Arrow recap: Mean Streets

A lot of people do a lot of killing for a lot of murky reasons. Superheroes!
Ep. 18 | Aired Mar 27, 2013

DARK NIGHT Oliver (Stephen Amell) faced off against a band of soldiers and a mad man without a gun -- and he only got shot at once.

Cate Cameron/The CW

The conventional wisdom is that Arrow is getting better by the week. (We even wrote a story about it, on newsstands now!). The conventional wisdom, in this case, is right — at least judging by tonight’s “Salvation,” which was as meaty and dimensional as anything this season. Every plot kept step with the other and, for a few wonderful minutes at the end, Stephen Amell almost cried. But more on that later.

First, have you heard the story of Starling City’s slumlord? He’s a bad guy whose badder hand with wiring caused the deaths of several people — and it’s too bad the proper authorities are tied up with a lack of motivation or proper evidence, Oliver grumbles while working out half-naked. No one else in the lair notices because they have more important things to focus on, like slumlords who are apparently killing people. Oliver preps his Arrow-gear and checks in with Felicity: Is she feeling good with all of this? She nods.

It’s too bad, then, that when Arrow shows up to Mr. Slumlord’s apartment (I’ll just call him John) he finds that it’s already been ransacked and Joe is gone. All that’s left is a knife, conspicuously un-sunk into the backs of any intruders.

Oliver worries back at the lair: Who could it be? And it isn’t that John is just gone, either. He was taken. Oliver worries: Can Felicity see if the guy had any enemies? This kidnapper is dangerous, after all, and he definitely won’t have Oliver’s “restraint.” But also, he worries, why is she making that face at him? Is it because she’s having trouble keeping track of his evolving ethical standards for superheroism? Oliver worries.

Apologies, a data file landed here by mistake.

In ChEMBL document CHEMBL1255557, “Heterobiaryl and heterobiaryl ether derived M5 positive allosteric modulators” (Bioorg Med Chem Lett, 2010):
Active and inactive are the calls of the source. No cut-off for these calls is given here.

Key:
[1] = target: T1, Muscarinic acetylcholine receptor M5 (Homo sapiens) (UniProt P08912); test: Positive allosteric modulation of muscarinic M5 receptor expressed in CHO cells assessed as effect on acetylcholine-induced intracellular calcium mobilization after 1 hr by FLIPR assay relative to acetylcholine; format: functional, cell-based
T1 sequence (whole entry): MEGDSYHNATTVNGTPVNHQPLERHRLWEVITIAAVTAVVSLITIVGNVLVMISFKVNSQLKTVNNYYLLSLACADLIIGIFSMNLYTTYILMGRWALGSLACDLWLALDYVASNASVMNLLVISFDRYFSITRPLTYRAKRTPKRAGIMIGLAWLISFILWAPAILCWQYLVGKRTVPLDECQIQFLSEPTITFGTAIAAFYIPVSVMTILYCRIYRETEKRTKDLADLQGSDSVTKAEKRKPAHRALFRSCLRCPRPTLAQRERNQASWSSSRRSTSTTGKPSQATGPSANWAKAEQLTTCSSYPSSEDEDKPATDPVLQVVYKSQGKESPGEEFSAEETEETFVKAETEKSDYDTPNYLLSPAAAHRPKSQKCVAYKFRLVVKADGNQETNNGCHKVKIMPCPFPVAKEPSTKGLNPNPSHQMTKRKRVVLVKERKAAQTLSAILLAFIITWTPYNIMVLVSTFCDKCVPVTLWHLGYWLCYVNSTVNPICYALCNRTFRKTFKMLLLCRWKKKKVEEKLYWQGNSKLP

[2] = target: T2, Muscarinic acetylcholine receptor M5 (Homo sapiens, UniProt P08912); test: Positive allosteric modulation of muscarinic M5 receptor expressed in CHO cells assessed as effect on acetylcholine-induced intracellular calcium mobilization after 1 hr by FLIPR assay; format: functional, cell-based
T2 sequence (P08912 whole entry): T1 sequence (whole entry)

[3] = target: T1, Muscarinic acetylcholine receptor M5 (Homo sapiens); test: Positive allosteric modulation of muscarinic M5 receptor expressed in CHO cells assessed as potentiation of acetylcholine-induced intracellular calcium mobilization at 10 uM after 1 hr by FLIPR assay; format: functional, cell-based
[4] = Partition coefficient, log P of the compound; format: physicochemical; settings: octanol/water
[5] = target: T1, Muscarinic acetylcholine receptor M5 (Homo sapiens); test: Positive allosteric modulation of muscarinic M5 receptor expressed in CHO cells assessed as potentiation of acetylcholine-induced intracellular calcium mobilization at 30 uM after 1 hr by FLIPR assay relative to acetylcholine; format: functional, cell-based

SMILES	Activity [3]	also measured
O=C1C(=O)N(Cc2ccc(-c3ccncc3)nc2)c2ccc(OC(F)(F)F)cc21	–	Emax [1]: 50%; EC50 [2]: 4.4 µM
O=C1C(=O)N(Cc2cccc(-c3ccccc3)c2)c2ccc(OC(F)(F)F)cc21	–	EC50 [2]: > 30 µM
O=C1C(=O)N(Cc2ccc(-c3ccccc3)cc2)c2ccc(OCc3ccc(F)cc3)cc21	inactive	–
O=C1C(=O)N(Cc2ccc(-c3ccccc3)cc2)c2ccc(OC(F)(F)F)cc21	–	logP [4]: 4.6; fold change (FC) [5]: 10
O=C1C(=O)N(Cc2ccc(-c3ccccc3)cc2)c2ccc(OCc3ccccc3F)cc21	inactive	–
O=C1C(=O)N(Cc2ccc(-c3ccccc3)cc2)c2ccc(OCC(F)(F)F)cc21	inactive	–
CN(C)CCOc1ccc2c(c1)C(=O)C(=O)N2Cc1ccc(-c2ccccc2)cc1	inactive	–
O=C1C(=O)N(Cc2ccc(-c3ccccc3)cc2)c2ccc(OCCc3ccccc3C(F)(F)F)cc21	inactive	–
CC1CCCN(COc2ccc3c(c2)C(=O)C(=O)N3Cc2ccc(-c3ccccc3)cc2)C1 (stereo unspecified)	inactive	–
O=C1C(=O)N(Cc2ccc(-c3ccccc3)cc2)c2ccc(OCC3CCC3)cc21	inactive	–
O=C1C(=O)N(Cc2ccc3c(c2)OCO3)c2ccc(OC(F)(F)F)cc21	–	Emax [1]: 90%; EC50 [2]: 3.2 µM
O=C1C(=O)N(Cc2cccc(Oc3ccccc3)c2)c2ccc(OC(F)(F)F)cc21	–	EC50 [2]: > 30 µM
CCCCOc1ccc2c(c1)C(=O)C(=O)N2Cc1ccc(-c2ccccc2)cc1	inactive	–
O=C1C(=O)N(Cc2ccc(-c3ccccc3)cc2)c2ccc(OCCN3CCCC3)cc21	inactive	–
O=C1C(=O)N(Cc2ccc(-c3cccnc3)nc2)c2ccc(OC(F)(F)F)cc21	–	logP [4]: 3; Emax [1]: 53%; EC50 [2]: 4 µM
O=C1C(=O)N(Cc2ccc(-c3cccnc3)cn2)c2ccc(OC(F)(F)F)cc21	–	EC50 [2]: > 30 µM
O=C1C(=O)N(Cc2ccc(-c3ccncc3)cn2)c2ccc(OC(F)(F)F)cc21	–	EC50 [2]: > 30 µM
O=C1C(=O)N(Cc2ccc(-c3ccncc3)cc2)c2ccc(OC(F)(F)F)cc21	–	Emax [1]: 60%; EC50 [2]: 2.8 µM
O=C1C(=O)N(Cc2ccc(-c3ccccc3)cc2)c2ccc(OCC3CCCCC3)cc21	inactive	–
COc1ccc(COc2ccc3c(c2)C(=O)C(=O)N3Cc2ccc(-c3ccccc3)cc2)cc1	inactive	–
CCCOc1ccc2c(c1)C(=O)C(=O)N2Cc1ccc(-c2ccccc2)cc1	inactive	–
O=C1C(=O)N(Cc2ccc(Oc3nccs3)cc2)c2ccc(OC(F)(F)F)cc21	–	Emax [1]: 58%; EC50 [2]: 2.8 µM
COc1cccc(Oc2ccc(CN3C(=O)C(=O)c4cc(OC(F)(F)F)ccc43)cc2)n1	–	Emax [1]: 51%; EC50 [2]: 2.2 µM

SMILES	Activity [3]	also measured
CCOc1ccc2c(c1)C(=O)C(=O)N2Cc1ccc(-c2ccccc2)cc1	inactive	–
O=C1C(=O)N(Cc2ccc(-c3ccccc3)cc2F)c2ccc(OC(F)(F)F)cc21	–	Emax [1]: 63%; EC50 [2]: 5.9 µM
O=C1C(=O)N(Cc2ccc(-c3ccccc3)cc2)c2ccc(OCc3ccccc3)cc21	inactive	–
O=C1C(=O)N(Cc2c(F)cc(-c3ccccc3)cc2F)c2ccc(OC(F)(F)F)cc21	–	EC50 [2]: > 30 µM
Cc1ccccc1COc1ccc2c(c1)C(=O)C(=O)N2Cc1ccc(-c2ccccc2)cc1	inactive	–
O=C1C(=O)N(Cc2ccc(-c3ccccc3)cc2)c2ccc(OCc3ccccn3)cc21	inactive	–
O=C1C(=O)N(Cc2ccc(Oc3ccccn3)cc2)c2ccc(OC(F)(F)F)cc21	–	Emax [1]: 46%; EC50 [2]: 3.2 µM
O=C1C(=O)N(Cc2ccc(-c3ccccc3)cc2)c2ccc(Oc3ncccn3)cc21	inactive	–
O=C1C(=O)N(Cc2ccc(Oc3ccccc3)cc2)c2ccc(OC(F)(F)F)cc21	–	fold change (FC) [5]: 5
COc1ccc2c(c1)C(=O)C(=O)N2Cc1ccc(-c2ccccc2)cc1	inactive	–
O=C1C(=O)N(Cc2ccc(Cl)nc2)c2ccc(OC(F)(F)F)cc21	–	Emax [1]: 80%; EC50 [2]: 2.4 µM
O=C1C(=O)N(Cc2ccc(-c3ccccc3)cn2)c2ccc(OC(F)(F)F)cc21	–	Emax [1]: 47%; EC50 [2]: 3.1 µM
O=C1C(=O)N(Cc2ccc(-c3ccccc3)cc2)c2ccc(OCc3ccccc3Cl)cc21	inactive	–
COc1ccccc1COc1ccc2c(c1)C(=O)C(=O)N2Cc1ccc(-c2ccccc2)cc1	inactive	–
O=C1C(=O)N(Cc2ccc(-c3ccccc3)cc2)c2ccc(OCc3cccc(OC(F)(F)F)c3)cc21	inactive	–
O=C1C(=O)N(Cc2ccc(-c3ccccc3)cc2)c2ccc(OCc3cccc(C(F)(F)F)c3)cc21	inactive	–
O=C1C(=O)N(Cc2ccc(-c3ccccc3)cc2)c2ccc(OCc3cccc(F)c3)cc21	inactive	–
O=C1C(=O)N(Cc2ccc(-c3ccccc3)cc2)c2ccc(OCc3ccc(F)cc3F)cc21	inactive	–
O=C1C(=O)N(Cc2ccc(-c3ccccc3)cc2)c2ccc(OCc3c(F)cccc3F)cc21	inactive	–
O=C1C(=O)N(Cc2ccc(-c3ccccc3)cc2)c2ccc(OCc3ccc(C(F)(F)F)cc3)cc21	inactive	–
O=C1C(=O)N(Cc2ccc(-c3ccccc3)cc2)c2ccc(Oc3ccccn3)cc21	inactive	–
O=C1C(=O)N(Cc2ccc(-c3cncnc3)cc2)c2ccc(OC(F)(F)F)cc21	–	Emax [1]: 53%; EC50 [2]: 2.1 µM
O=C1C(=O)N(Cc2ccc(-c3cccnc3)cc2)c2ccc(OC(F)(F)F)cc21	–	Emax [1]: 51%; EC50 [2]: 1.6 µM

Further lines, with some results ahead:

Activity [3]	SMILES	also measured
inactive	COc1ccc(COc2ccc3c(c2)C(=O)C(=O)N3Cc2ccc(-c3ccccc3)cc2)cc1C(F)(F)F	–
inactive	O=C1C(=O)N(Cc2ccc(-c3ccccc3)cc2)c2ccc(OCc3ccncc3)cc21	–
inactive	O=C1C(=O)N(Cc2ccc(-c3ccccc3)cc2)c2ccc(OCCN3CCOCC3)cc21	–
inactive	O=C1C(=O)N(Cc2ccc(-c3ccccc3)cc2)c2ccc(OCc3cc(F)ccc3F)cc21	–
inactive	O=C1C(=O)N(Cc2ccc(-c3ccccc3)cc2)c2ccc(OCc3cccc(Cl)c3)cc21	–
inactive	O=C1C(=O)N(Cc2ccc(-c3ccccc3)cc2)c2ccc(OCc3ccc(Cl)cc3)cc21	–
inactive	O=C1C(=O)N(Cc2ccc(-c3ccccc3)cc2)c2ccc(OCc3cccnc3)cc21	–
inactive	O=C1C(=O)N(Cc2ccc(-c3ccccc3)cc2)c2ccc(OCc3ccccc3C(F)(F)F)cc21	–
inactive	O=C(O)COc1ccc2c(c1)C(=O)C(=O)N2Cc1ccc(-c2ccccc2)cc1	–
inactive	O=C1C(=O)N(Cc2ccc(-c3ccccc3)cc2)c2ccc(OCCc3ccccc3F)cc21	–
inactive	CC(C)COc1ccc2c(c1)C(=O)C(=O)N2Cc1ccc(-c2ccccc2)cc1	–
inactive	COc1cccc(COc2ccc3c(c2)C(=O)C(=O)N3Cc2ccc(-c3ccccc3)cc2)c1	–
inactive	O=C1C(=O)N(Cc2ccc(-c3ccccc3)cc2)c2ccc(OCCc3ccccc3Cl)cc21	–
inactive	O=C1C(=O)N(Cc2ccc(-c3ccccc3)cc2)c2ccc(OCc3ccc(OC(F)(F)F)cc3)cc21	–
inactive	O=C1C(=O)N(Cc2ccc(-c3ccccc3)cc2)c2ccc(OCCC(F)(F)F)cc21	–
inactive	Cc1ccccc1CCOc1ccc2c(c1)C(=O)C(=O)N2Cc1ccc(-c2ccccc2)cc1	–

Stop. Dig is taking Oliver out to dinner. He worries too much.

But first — flashback! Oliver and Slade continue negotiating with Fyers about getting off the island in exchange for the circuit board.

On the other side of town and with the lights way down low, we find that Thea and Roy have fast-forwarded their relationship to that stage where one of them will probably tell the other that they’re moving too quickly. Not to be! Instead we hop tropes when one of Roy’s friends shows up — Thea takes that as a cue to preen; Queens, amirite? — and hands off a mysterious paper bag that has a gun in it. (Good for you, Thea, getting your nose dirty with some investigating.) Why the gun, Roy? “Because I’m no good with knives.” Thea frets at this sudden swerve toward criminality so he takes all of the bullets out of the gun, even though he’s still committed to robbing a liquor store. Thea wants him to reconsider the choices he’s making but, like, really — the red hoodie was Thea’s earliest warning and that was already episodes ago. Naturally, she storms out.

At Casa de Lance, Laurel finds her dad and River Song mom reunited in the cause of finding Sarah, who can also be called “mystery hat girl” because it is literally the only way they have to identify her to any and all other authorities. Isn’t it great that her parents are reconciled? Ummmm.

NEXT: Bros being bros, plus a murder

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